LDS Charities Partners with PMHA to Help Adolescent Children

News Release
 

Sally Bongalonta is an eyewitness to the plight of street children in Manila as they struggle to look for food and search through trash in order to find something of value to sell. For LDS Charities, caring for the poor and the needy is an important belief and one of the four-fold purposes of the Church.

To improve the lives of adolescent street children, a memorandum of agreement (MOA) was signed by Bongalonta, chairman of the Philippine Mental Health Association (PMHA) and Elder Jairus Perez, country director of LDS Charities, the humanitarian arm of The Church of Jesus Christ of Latter-day Saints. The signing was done on 31 July 2018 at the Church's Area Office in White Plains, Quezon City. This partnership will help educate street children regarding basic hygiene, psychological and nutritional needs. 

Perez highlighted the importance of the project, “We would like to join hands and use our resources as much as we can so that we are able to reach out to the least of our brothers and sisters.”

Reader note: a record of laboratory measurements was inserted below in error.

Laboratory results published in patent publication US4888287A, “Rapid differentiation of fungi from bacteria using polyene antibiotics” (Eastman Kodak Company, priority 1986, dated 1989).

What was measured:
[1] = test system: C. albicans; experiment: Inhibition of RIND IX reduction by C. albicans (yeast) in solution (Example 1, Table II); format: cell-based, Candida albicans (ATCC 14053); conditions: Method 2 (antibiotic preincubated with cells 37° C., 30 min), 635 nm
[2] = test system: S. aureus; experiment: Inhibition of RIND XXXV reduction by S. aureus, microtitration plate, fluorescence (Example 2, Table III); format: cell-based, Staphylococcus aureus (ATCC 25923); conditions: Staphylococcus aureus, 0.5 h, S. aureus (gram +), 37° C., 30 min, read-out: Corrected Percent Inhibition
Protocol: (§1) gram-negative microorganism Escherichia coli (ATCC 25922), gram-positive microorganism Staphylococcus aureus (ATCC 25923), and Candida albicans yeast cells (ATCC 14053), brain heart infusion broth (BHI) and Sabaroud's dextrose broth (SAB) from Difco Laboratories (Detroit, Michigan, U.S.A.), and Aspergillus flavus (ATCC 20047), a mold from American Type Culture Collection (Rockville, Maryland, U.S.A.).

Bongalonta added, “I really feel blessed that finally the MOA has been signed because the street children will now have a chance to feel that they are really being taken care of.  Hopefully, we won’t stop here.  We will get them back to school and their families.”

Joining in the signing event were Dr. Cornelio Banaag, PMHA President. and Mary Ann Balen, LDS Family Services manager.

The focus of PMHA is to help street children participate in psychological and/or educational sessions conducted by psychologists and volunteer facilitators.

Those enrolled in the PMHA program hope to go back to school or get better jobs as a result of participation to the project.  Despite their circumstances, most street children expressed a desire to improve their lives.

These sessions are comprised of hygiene, psychological/education and feeding sessions. Attendees are required to clean themselves in the wash area provided before participating in the sessions. After bathing, all attendees are escorted to the laundry area to wash their clothes. After each session, the attendees are invited to enjoy a simple lunch prepared by the PMHA staff.

Past sessions included establishing rules and regulations, and stressing the importance of cleanliness. Future sessions will include basic courtesy, showing gratitude and teamwork development.

Since the beginning of the program on 2 April 2018, PMHA has conducted a total of six sessions with the adolescent street children. At present, a cumulative headcount of 37 adolescents have attended these sessions.

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